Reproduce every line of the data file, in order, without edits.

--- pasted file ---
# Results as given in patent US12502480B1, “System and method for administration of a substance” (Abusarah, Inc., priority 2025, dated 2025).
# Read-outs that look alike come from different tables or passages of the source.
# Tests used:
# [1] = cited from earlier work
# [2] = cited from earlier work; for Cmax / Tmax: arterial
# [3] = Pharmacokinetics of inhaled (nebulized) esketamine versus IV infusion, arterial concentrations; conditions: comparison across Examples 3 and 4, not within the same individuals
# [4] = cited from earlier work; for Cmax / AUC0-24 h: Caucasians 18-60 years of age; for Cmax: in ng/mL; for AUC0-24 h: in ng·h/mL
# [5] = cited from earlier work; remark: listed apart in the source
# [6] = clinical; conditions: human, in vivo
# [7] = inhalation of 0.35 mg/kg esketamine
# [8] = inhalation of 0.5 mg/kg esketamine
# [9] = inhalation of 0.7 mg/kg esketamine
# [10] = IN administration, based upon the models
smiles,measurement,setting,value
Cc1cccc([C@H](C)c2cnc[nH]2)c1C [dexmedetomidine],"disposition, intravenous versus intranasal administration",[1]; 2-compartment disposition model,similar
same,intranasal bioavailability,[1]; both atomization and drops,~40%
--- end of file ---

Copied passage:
# Results as given in patent US12502480B1, “System and method for administration of a substance” (Abusarah, Inc., priority 2025, dated 2025).
# Read-outs that look alike come from different tables or passages of the source.
# Tests used:
# [1] = cited from earlier work
# [2] = cited from earlier work; for Cmax / Tmax: arterial
# [3] = Pharmacokinetics of inhaled (nebulized) esketamine versus IV infusion, arterial concentrations; conditions: comparison across Examples 3 and 4, not within the same individuals
# [4] = cited from earlier work; for Cmax / AUC0-24 h: Caucasians 18-60 years of age; for Cmax: in ng/mL; for AUC0-24 h: in ng·h/mL
# [5] = cited from earlier work; remark: listed apart in the source
# [6] = clinical; conditions: human, in vivo
# [7] = inhalation of 0.35 mg/kg esketamine
# [8] = inhalation of 0.5 mg/kg esketamine
# [9] = inhalation of 0.7 mg/kg esketamine
# [10] = IN administration, based upon the models
smiles,measurement,setting,value
Cc1cccc([C@H](C)c2cnc[nH]2)c1C [dexmedetomidine],"disposition, intravenous versus intranasal administration",[1]; 2-compartment disposition model,similar
same,intranasal bioavailability,[1]; both atomization and drops,~40%